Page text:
Wednesday, March 01, 2017

Liberalism, honour, witchcraft and the no harm principle

American singer Lana del Rey has joined a movement of witches who are placing spells on Donald Trump. On reading this story I discovered that the key moral principle of witches is the Wiccan Rede, this being "An it harm none, do what ye will" - or in modern English, "Do what you want, as long it doesn't harm anyone".

This is striking, as it is also a key moral principle of liberal modernity. The idea itself goes back a long way. Rabelais, a French writer of the Renaissance, wrote (in the 1500s) of an ideal community based on the principle:
Do What Thou Wilt, because men that are free, well-born, well-bred, and conversant in honest companies, have naturally an instinct and spur that prompteth them unto virtuous actions, and withdraws them from vice, which is called honour.

The idea here is that gentlemen, at least, can be free to choose in any direction because they will by nature choose what is honourable.

John Stuart Mill, the English liberal, had much the same idea in the mid-1800s, although he added to it by suggesting that all social classes could be educated to the level of being gentlemen. He also emphasised the "no harm" principle that had been clearly stated by the French revolutionaries in their Declaration of the Rights of Man in 1789:
Liberty consists in the freedom to do everything which injures no one else; hence the exercise of the natural rights of each man has no limits except those which assure to the other members of the society the enjoyment of the same rights.

History has made clear that John Stuart Mill was wrong. We have had high levels of education in the West for many decades, but the level of gentlemanly honour has dramatically fallen rather than risen. One of the reasons for this is that people are generally much more attentive to the idea of "do what you want" rather than the condition "as long as it doesn't harm anyone".

Why doesn't the "no harm" clause work in practice? One problem is that people are able to rationalise away the harm that their decisions create. A woman might choose, for instance, to divorce her husband, thereby dissolving her family. Clearly it has a considerable effect on those around her. But she might say to herself "the children will be better off if I'm happy". Or "we will still be a family, all of us, I'll just be living with another man." Angelina Jolie took this line recently about her decision to divorce Brad Pitt:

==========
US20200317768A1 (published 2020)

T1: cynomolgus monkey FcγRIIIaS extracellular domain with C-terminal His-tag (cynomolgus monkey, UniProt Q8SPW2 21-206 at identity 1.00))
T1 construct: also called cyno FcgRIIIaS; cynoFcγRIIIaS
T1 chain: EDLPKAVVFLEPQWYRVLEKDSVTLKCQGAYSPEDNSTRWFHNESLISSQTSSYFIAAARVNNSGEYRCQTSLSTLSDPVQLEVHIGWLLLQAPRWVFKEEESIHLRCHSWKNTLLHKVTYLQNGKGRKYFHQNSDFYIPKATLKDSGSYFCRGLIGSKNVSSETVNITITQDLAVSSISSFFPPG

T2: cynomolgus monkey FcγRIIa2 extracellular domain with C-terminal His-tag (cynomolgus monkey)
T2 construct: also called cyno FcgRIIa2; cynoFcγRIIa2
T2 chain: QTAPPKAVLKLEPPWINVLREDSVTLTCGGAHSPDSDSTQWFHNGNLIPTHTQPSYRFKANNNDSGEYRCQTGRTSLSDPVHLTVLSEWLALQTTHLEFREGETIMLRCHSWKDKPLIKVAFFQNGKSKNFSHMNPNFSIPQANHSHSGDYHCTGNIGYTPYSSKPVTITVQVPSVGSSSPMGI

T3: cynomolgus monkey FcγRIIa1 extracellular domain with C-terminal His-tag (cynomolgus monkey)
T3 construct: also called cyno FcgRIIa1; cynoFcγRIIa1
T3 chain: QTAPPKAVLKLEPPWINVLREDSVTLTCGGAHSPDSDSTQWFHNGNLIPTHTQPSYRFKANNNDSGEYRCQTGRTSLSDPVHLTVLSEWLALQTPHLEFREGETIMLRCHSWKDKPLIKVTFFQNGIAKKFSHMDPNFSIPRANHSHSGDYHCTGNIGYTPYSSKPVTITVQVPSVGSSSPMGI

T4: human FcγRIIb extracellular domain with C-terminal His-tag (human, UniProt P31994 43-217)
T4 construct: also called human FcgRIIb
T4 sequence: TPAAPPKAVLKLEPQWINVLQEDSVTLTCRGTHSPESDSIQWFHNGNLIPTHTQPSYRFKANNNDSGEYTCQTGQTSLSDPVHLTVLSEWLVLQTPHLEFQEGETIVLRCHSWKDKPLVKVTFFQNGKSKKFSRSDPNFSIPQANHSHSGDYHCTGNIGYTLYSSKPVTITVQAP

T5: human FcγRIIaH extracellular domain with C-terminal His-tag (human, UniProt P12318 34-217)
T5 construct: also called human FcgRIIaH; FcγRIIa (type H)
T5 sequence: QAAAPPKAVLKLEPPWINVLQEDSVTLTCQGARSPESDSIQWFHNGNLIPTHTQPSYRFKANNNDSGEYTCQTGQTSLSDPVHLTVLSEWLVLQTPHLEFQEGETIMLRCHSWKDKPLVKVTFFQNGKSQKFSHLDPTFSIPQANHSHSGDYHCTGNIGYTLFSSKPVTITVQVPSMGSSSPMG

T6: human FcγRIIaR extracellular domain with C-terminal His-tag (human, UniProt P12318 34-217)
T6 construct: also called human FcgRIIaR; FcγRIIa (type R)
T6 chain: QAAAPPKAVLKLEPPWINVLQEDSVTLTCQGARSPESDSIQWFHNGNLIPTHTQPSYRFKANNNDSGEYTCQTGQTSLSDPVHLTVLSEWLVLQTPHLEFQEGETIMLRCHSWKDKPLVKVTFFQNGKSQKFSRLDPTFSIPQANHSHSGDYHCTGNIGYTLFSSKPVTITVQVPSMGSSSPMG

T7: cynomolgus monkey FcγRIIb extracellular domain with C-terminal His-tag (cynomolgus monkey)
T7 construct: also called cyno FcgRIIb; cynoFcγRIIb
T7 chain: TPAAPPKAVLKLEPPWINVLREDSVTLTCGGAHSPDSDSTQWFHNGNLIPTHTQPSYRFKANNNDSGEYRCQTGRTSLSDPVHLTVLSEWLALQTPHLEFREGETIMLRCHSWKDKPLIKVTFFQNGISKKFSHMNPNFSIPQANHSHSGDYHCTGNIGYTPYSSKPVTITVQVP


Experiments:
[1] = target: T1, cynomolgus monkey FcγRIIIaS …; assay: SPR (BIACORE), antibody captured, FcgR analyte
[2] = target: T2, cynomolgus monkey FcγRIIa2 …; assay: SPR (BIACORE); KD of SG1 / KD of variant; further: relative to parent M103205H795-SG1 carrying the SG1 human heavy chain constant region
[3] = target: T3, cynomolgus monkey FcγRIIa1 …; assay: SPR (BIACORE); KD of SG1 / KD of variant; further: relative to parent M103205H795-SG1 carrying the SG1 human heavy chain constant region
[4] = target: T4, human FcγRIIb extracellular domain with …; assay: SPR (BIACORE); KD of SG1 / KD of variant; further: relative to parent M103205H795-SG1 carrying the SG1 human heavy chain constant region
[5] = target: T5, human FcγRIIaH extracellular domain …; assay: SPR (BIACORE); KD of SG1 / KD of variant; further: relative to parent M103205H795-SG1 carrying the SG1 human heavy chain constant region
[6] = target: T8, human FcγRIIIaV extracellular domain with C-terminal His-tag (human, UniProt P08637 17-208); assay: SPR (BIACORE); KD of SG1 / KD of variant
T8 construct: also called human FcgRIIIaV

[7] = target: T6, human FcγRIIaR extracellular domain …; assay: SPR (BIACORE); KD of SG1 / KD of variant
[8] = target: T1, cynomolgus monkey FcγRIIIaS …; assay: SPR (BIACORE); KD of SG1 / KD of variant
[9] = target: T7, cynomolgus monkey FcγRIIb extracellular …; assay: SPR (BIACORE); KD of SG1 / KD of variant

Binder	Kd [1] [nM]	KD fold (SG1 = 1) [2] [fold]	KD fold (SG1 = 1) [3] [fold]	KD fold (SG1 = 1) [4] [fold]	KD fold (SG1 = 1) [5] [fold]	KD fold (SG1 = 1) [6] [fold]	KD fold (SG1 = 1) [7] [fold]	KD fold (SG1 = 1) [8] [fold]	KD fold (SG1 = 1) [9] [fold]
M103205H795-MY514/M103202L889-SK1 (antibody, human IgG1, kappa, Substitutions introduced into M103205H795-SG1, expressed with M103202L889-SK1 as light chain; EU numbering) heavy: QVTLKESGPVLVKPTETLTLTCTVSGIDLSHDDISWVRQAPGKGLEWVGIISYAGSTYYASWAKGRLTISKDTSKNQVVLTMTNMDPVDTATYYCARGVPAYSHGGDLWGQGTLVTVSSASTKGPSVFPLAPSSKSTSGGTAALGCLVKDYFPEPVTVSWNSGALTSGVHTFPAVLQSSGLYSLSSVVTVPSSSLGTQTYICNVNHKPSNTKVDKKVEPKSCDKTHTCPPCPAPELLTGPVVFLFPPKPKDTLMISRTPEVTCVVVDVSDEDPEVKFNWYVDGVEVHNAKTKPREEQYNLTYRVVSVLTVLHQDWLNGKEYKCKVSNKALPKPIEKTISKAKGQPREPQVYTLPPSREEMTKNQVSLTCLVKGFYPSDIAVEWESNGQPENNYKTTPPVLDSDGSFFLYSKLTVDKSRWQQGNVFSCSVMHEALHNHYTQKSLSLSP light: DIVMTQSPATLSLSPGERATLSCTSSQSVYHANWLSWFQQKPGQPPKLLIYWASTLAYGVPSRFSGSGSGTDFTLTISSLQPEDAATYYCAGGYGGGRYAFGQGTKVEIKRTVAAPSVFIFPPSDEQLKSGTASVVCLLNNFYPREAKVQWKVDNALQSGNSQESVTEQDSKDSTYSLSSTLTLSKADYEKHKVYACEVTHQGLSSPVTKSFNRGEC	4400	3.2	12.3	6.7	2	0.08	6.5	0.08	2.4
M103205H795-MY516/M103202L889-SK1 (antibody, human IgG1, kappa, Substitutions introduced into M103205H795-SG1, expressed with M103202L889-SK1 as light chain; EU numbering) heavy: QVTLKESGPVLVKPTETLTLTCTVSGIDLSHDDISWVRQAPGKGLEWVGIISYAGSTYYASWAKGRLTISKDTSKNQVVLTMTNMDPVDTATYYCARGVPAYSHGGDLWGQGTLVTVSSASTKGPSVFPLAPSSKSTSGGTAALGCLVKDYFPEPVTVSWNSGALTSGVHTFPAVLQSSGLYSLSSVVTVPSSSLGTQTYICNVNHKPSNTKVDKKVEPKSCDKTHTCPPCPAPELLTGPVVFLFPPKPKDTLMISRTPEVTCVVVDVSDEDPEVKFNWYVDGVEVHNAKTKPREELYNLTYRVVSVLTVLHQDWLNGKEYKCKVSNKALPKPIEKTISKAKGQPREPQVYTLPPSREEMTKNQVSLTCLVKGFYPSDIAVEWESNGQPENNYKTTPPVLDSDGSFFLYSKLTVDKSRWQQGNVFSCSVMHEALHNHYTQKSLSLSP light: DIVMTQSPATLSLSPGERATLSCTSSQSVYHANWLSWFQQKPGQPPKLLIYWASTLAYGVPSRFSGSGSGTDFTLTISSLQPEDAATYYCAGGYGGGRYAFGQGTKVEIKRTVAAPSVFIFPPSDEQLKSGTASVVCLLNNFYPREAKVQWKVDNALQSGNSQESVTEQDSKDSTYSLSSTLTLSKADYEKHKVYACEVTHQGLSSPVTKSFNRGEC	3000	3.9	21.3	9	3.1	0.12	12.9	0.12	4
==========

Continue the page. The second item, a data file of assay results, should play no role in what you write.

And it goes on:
'I don’t want to say very much about that, except to say it was a very difficult time and we are a family, and we will always be a family,' she said, visibly emotional.

'My focus is my children, our children,' she explained to the BBC.

'We are and forever will be a family and so that is how I am coping. I am coping with finding a way through to make sure that this somehow makes us stronger and closer,' she said.

In her mind, she can choose to divorce but not dissolve her family, in fact the divorce will make her family stronger and closer.

But even when there is no rationalisation, even when the harm is admitted, the no harm principle is pushed aside. Dalrock recently had a post about an American woman who decided to divorce her husband and who justified her decision using the following lines from her favourite author, Cheryl Strayed:
Go, even though you love him.

Go, even though he is kind and faithful and dear to you.

Go, even though he’s your best friend and you’re his.

Go, even though you can’t imagine your life without him.

Go, even though he adores you and your leaving will devastate him.

Go, even though your friends will be disappointed or surprised or pissed off or all three.

Go, even though you once said you would stay.

Go, even though you’re afraid of being alone.

Go, even though you’re sure no one will ever love you as well as he does.

Go, even though there is nowhere to go.

Go, even though you don’t know exactly why you can’t stay.

Go, because you want to.

Because wanting to leave is enough.